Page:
They don’t need more fish. They don’t need fishing poles. What the women of St. Columba’s Vocational Centre in Kitui, Kenya, need is the IT training they have been waiting for.Racheal came to St. Columbas to study fashion and design. She designs clothes and jewelry and dreams of opening her own business when she finishes. Her family is eager for her success, both because they want to see their daughter and sister’s talents appreciated and enhanced, and because Racheal is responsible in paying the school feeds of her younger siblings.
Two weeks ago, students and staff from Strathmore University in Nairobi traveled to Kitui to visit the girls at St. Columba’s. Interning with the Community Outreach programme at Strathmore, I was lucky enough to tag along. They visit monthly and while they give leadership training to the St. Columba’s teens, the university women always leave feeling that they are the ones who have learned something.
In my brief conversations with Racheal over the course of the two days we spent in Kitui, I too found my sixteen-year-old Yoda. With ambitious career goals in mind, Racheal explained to me why she was so grateful to be here. She had always loved design and had worked hard in primary school. When it was time to enroll in secondary school, however, she felt pulled in another direction. Her mind was in a different place, designing dresses and imagining fashion shows. As her sketches and pieces showed, her “feeling” was not just a feeling, but meaningful talent.
Full utilization of that talent is frustrated though, by lack of training on the tools that are even readily available to Racheal. She is just beginning to learn how to use email. Having to catch up and be up to speed with modern fashion will require accelerated training in design skills in software. Increased efficiency, product presentation, advertising, and access to a profitable, targeted market are all at stake. Computer skills are not an option; they are must. Racheal’s ability to pursue her career professionally hinges on this simple training.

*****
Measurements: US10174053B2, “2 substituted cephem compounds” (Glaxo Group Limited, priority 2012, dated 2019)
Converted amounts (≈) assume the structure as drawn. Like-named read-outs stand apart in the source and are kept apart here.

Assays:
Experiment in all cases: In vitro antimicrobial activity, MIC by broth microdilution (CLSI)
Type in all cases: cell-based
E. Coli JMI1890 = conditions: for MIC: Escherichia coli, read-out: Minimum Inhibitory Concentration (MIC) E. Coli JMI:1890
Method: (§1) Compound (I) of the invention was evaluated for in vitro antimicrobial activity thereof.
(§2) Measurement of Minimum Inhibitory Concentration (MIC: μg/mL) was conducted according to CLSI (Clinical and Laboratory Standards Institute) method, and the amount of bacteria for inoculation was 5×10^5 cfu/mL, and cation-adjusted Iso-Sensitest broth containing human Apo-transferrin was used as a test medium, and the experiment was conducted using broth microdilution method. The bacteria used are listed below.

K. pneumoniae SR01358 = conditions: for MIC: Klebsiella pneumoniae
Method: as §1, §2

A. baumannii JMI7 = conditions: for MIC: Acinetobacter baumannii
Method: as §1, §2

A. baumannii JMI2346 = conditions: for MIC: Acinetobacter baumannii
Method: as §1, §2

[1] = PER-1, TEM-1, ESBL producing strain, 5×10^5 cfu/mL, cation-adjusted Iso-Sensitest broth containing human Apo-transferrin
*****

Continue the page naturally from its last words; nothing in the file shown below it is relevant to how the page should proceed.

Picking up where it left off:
The late Steve Jobs was not the only one to realize that not every mind thrives in red brick—and Apple was far from being the only successful business founded by an autodidact. To believe that the university is the only path to success, intelligence, or development is to deny the successes and talents of an entire population who actively and consciously choose what might be called “more traditional vocations.” Whether we acknowledge them or not, these industries exist and prosper in Kenya, alongside the numerous universities that have sprung up in the last twenty years.
The pond is stocked, and with a variety of industries. Mobilization via opportunities for continuing IT education are on the other hand, wanting. This particular vocational school in Kitui is one of many whose teachers are thirsty for the technological resources and training to supplement their instruction. These are the tools needed to grow their students future businesses into sustainable, profitable companies.